By Robert Kittle
Columbia, SC (WSPA) - A bill that would shorten South Carolina's legislative session by a month, saving taxpayers more than $420,000 a year, will be up for debate Tuesday.
The state constitution requires lawmakers to go into session on the second Tuesday in January and meet until the first Thursday in June. This bill would move the last day of the session to the first Thursday in May.
The House and Senate just took two weeks off.
According to the Office of State Budget, the shorter session would save more than $420,000 a year because lawmakers would be meeting fewer days, meaning they would be paid for fewer days of meals and lodging. They get $131 a day for what's called "subsistence." It would also save money on their mileage reimbursement for driving to and from Columbia.
The bill, sponsored by Senate president pro tempore John Courson, R-Columbia, is on the agenda for the full Senate Judiciary Committee on Tuesday afternoon.
He says besides saving money, the bill would make it easier for more people to run for office in the state House or Senate. "Frankly, if I didn't live in Columbia, live two miles away from here, I wouldn't do it," he says. "If I lived in Greenville, Spartanburg or Charleston, the idea of getting here, coming here and driving that far and spending that much time, I couldn't afford to do it financially."
Sen. Joel Lourie, D-Columbia, a co-sponsor of the bill, says it would not only save taxpayers money, it would also force lawmakers to spend less time on issues that he says don't matter. "There would be more pressure to focus on the important issues," he says. "I think it makes us more accountable to the public."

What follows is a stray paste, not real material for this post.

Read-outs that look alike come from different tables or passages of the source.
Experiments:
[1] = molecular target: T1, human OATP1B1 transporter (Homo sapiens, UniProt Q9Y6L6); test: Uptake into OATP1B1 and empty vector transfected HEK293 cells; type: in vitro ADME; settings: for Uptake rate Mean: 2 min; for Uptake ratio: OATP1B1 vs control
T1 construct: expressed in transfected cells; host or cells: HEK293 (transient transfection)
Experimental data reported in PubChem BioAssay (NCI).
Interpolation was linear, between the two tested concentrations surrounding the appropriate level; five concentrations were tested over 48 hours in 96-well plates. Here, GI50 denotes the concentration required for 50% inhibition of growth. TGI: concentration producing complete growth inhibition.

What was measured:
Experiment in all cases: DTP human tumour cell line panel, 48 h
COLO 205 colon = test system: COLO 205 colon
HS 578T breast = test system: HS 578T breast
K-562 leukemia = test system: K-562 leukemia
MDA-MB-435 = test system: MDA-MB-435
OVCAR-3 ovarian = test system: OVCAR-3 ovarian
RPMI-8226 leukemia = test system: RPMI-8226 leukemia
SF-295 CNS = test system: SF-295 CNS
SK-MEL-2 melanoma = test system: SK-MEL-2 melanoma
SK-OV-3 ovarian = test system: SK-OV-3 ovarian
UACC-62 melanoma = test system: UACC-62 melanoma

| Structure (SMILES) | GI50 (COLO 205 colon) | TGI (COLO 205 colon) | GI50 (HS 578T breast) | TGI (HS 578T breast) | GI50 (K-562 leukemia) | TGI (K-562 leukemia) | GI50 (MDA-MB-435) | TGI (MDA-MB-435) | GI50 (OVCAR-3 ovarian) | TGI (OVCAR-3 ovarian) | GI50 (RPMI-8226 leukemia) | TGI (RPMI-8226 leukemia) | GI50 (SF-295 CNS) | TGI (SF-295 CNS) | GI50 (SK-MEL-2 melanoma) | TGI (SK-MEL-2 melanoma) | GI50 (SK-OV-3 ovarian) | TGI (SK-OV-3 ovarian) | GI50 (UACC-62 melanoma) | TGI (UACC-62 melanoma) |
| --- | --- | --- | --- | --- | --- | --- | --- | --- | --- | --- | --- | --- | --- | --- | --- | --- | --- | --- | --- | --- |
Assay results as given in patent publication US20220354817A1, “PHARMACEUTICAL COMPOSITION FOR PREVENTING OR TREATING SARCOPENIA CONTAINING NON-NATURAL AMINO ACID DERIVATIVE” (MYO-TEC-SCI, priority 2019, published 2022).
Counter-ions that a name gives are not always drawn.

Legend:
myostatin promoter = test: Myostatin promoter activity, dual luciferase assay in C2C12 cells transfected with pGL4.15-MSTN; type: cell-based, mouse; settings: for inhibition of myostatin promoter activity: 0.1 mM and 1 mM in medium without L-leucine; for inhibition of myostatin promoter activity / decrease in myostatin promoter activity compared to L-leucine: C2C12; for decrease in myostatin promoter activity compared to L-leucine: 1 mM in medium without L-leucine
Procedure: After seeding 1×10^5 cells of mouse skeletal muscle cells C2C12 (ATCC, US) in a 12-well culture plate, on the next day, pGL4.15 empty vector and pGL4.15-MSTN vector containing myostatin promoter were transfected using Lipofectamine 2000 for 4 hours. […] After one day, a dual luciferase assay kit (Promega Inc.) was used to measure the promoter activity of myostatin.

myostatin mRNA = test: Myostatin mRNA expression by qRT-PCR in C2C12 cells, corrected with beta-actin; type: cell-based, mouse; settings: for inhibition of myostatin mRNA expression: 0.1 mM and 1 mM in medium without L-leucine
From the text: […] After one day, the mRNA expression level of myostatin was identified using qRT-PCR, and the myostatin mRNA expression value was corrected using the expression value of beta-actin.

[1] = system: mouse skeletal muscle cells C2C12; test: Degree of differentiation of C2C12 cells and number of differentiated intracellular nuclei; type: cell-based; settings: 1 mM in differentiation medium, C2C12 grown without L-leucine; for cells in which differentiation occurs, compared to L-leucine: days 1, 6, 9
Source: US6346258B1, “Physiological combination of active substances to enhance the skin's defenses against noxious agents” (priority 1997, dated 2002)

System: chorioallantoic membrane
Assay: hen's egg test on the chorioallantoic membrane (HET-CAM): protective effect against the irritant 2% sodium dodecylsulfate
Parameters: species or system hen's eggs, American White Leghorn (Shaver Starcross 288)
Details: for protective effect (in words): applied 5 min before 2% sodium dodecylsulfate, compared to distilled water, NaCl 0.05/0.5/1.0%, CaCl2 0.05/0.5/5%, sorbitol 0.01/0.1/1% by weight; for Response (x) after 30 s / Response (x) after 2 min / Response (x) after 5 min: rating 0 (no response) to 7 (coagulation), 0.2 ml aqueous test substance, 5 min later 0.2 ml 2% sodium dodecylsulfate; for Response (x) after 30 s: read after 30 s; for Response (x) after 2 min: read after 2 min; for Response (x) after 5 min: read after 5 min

John Crangle, state director for the government watchdog group Common Cause, agrees. "Instead of dawdling around and posturing and introducing frivolous bills that they know will never go anywhere, they would get down to business sooner," he says. "I even think, based on my 27 years over here as a lobbyist, that they could cut it by six weeks."
Similar bills have failed in the past in the Senate over concerns that shortening the session would not allow senators to fully study and debate the consequences of important bills. Sen. Courson says, "Well, that could happen. But I think the process would be improved because you would have most of the bills come out of committees, they've been vetted pretty thoroughly in committee and subcommittees, and this will allow the committees and subcommittees to meet in the summer and the fall and be prepared to come in when we come back in January."
According to the National Conference of State Legislatures, the "norm" for part-time legislatures is to meet for 120 days. This year, South Carolina's session will be 150 calendar days.